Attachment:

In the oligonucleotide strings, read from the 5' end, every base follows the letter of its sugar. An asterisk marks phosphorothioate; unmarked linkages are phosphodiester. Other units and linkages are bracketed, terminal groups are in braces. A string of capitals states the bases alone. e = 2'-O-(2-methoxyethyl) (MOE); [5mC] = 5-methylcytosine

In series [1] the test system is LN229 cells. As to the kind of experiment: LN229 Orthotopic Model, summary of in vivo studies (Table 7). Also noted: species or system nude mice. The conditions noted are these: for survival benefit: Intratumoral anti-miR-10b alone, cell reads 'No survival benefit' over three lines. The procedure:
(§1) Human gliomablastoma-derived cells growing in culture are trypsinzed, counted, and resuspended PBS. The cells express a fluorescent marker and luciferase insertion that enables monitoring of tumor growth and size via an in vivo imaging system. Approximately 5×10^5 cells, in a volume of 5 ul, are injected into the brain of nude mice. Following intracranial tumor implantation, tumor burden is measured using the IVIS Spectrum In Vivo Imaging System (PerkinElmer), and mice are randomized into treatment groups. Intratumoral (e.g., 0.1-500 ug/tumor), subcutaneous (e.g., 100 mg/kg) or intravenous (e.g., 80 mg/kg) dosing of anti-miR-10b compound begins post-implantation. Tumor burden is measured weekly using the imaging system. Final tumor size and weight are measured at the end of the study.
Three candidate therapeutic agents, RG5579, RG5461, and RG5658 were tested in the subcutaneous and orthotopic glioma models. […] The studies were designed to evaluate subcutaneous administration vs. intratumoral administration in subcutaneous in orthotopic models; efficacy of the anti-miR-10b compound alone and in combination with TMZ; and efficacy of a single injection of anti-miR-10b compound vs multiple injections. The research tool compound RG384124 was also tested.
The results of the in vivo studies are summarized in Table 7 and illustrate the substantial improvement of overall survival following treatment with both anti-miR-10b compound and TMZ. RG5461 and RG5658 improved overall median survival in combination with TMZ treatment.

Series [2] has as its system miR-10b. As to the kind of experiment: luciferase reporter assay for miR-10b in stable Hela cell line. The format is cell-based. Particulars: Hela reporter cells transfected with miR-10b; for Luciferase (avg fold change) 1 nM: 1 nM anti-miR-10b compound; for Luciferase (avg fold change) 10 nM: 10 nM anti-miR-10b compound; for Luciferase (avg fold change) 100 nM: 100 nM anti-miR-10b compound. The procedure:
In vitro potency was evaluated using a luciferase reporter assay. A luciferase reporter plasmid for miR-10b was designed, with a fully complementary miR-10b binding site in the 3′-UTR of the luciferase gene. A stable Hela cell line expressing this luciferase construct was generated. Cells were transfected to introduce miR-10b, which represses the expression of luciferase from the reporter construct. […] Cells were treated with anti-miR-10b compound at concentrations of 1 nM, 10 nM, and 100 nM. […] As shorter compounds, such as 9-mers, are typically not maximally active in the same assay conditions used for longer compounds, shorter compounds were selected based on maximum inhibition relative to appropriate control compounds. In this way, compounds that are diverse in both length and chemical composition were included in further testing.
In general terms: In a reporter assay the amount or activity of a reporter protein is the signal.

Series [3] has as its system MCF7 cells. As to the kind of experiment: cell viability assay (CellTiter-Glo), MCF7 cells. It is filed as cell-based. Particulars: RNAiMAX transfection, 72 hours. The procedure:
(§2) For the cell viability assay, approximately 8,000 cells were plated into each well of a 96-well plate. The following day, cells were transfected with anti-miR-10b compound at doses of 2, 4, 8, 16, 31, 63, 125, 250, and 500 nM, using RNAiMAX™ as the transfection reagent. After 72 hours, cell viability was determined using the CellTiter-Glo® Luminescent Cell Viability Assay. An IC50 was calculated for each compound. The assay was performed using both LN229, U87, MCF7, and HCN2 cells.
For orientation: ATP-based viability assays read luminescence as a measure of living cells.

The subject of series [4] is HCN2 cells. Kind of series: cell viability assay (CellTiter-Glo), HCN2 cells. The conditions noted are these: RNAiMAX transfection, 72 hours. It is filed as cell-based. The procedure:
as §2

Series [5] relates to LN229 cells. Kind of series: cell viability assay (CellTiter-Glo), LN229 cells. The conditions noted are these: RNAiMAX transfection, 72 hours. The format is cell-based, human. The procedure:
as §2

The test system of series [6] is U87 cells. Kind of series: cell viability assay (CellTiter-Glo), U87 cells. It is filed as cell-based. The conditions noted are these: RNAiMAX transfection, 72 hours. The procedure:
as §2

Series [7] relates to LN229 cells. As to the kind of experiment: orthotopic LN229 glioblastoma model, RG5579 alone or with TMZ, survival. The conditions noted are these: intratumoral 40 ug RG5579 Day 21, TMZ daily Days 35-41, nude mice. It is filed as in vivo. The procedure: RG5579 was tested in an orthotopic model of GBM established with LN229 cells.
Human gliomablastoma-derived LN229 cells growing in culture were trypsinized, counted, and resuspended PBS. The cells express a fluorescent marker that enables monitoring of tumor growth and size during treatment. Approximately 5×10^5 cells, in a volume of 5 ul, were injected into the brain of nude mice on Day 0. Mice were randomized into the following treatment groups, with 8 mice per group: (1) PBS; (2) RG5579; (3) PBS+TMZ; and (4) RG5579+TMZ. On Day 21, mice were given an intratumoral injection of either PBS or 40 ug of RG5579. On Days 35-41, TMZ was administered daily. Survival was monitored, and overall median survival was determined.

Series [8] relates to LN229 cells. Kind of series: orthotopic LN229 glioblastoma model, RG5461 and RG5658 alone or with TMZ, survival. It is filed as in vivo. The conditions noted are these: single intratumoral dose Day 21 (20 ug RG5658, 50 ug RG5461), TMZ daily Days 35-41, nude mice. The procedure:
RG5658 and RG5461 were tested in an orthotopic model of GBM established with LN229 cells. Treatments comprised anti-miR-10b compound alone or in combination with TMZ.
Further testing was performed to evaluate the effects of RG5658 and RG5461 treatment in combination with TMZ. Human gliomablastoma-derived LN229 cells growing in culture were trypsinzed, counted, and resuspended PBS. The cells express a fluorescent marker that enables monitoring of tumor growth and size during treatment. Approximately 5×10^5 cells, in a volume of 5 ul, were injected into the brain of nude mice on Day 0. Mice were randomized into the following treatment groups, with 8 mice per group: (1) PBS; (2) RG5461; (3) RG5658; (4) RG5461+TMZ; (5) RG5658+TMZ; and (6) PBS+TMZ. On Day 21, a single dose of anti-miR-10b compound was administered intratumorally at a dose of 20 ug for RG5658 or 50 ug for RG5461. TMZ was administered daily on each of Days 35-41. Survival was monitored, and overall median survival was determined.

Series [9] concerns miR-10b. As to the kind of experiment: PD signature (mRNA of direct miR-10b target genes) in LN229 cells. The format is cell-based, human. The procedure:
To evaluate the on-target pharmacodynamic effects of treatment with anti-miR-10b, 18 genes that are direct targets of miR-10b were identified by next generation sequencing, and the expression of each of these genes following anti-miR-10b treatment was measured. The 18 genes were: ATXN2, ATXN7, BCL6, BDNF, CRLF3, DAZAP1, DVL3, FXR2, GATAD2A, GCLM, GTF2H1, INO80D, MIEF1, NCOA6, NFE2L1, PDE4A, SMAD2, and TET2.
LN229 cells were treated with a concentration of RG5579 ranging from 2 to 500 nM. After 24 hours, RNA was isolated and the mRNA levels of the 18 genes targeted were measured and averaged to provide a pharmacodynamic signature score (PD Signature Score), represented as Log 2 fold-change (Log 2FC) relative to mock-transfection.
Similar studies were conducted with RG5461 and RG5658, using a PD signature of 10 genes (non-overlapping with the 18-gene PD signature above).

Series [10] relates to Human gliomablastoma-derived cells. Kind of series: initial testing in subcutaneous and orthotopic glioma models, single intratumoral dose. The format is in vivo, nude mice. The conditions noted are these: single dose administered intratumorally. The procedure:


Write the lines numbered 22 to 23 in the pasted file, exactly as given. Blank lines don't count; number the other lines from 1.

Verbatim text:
Further testing was performed to evaluate the effects of RG5658 and RG5461 treatment in combination with TMZ. Human gliomablastoma-derived LN229 cells growing in culture were trypsinzed, counted, and resuspended PBS. The cells express a fluorescent marker that enables monitoring of tumor growth and size during treatment. Approximately 5×10^5 cells, in a volume of 5 ul, were injected into the brain of nude mice on Day 0. Mice were randomized into the following treatment groups, with 8 mice per group: (1) PBS; (2) RG5461; (3) RG5658; (4) RG5461+TMZ; (5) RG5658+TMZ; and (6) PBS+TMZ. On Day 21, a single dose of anti-miR-10b compound was administered intratumorally at a dose of 20 ug for RG5658 or 50 ug for RG5461. TMZ was administered daily on each of Days 35-41. Survival was monitored, and overall median survival was determined.

Series [9] concerns miR-10b. As to the kind of experiment: PD signature (mRNA of direct miR-10b target genes) in LN229 cells. The format is cell-based, human. The procedure: